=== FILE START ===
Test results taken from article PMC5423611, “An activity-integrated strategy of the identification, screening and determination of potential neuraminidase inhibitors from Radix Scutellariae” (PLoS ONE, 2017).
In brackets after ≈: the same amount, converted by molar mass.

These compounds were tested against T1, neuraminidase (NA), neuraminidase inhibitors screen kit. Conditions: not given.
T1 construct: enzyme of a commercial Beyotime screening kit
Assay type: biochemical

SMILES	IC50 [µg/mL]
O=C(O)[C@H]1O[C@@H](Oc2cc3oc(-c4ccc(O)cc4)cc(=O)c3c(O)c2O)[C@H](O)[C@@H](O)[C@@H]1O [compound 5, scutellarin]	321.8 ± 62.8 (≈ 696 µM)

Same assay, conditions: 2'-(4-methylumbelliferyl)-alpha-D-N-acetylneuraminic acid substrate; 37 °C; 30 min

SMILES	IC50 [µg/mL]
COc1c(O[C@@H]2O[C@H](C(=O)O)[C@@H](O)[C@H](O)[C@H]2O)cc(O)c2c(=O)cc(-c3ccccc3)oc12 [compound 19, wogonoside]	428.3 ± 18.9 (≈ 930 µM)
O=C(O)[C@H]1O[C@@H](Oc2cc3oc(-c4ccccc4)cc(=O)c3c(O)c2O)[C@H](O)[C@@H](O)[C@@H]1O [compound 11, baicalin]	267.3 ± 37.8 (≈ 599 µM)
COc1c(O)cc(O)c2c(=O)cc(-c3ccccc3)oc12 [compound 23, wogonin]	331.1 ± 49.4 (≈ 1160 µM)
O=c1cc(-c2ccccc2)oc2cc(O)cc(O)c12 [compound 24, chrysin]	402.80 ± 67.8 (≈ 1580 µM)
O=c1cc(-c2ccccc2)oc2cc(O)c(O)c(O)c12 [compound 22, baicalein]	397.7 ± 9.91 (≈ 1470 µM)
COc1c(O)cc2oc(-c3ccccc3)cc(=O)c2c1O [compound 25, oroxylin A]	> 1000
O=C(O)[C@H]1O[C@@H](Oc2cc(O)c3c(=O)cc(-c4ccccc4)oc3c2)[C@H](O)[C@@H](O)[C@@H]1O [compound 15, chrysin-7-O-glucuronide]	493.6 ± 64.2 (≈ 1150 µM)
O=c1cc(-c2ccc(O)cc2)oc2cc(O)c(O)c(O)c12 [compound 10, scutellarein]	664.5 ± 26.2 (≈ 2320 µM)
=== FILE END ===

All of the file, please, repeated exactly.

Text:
Test results taken from article PMC5423611, “An activity-integrated strategy of the identification, screening and determination of potential neuraminidase inhibitors from Radix Scutellariae” (PLoS ONE, 2017).
In brackets after ≈: the same amount, converted by molar mass.

These compounds were tested against T1, neuraminidase (NA), neuraminidase inhibitors screen kit. Conditions: not given.
T1 construct: enzyme of a commercial Beyotime screening kit
Assay type: biochemical

SMILES	IC50 [µg/mL]
O=C(O)[C@H]1O[C@@H](Oc2cc3oc(-c4ccc(O)cc4)cc(=O)c3c(O)c2O)[C@H](O)[C@@H](O)[C@@H]1O [compound 5, scutellarin]	321.8 ± 62.8 (≈ 696 µM)

Same assay, conditions: 2'-(4-methylumbelliferyl)-alpha-D-N-acetylneuraminic acid substrate; 37 °C; 30 min

SMILES	IC50 [µg/mL]
COc1c(O[C@@H]2O[C@H](C(=O)O)[C@@H](O)[C@H](O)[C@H]2O)cc(O)c2c(=O)cc(-c3ccccc3)oc12 [compound 19, wogonoside]	428.3 ± 18.9 (≈ 930 µM)
O=C(O)[C@H]1O[C@@H](Oc2cc3oc(-c4ccccc4)cc(=O)c3c(O)c2O)[C@H](O)[C@@H](O)[C@@H]1O [compound 11, baicalin]	267.3 ± 37.8 (≈ 599 µM)
COc1c(O)cc(O)c2c(=O)cc(-c3ccccc3)oc12 [compound 23, wogonin]	331.1 ± 49.4 (≈ 1160 µM)
O=c1cc(-c2ccccc2)oc2cc(O)cc(O)c12 [compound 24, chrysin]	402.80 ± 67.8 (≈ 1580 µM)
O=c1cc(-c2ccccc2)oc2cc(O)c(O)c(O)c12 [compound 22, baicalein]	397.7 ± 9.91 (≈ 1470 µM)
COc1c(O)cc2oc(-c3ccccc3)cc(=O)c2c1O [compound 25, oroxylin A]	> 1000
O=C(O)[C@H]1O[C@@H](Oc2cc(O)c3c(=O)cc(-c4ccccc4)oc3c2)[C@H](O)[C@@H](O)[C@@H]1O [compound 15, chrysin-7-O-glucuronide]	493.6 ± 64.2 (≈ 1150 µM)
O=c1cc(-c2ccc(O)cc2)oc2cc(O)c(O)c(O)c12 [compound 10, scutellarein]	664.5 ± 26.2 (≈ 2320 µM)